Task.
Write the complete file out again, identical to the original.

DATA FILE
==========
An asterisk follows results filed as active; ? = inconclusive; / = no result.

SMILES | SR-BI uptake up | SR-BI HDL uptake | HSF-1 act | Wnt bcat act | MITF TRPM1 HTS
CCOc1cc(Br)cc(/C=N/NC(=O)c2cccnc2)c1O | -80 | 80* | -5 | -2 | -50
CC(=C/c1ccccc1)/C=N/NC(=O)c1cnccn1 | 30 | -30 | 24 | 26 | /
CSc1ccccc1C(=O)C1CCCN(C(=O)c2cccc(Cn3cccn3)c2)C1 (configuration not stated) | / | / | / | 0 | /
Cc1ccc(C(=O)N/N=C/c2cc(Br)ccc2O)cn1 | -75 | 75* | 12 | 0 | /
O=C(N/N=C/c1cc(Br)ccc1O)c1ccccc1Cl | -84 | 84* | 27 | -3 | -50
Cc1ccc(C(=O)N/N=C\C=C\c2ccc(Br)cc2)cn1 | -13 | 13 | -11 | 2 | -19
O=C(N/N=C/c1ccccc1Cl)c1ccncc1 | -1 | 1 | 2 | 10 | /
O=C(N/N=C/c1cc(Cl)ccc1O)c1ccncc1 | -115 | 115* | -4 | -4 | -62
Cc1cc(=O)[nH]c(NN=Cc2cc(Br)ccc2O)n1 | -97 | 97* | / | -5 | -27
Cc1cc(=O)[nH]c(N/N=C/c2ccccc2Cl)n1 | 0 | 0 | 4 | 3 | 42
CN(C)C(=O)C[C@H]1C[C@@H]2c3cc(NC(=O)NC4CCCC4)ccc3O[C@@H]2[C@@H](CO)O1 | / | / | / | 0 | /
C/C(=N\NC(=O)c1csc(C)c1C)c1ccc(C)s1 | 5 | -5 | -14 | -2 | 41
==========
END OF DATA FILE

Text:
An asterisk follows results filed as active; ? = inconclusive; / = no result.

SMILES | SR-BI uptake up | SR-BI HDL uptake | HSF-1 act | Wnt bcat act | MITF TRPM1 HTS
CCOc1cc(Br)cc(/C=N/NC(=O)c2cccnc2)c1O | -80 | 80* | -5 | -2 | -50
CC(=C/c1ccccc1)/C=N/NC(=O)c1cnccn1 | 30 | -30 | 24 | 26 | /
CSc1ccccc1C(=O)C1CCCN(C(=O)c2cccc(Cn3cccn3)c2)C1 (configuration not stated) | / | / | / | 0 | /
Cc1ccc(C(=O)N/N=C/c2cc(Br)ccc2O)cn1 | -75 | 75* | 12 | 0 | /
O=C(N/N=C/c1cc(Br)ccc1O)c1ccccc1Cl | -84 | 84* | 27 | -3 | -50
Cc1ccc(C(=O)N/N=C\C=C\c2ccc(Br)cc2)cn1 | -13 | 13 | -11 | 2 | -19
O=C(N/N=C/c1ccccc1Cl)c1ccncc1 | -1 | 1 | 2 | 10 | /
O=C(N/N=C/c1cc(Cl)ccc1O)c1ccncc1 | -115 | 115* | -4 | -4 | -62
Cc1cc(=O)[nH]c(NN=Cc2cc(Br)ccc2O)n1 | -97 | 97* | / | -5 | -27
Cc1cc(=O)[nH]c(N/N=C/c2ccccc2Cl)n1 | 0 | 0 | 4 | 3 | 42
CN(C)C(=O)C[C@H]1C[C@@H]2c3cc(NC(=O)NC4CCCC4)ccc3O[C@@H]2[C@@H](CO)O1 | / | / | / | 0 | /
C/C(=N\NC(=O)c1csc(C)c1C)c1ccc(C)s1 | 5 | -5 | -14 | -2 | 41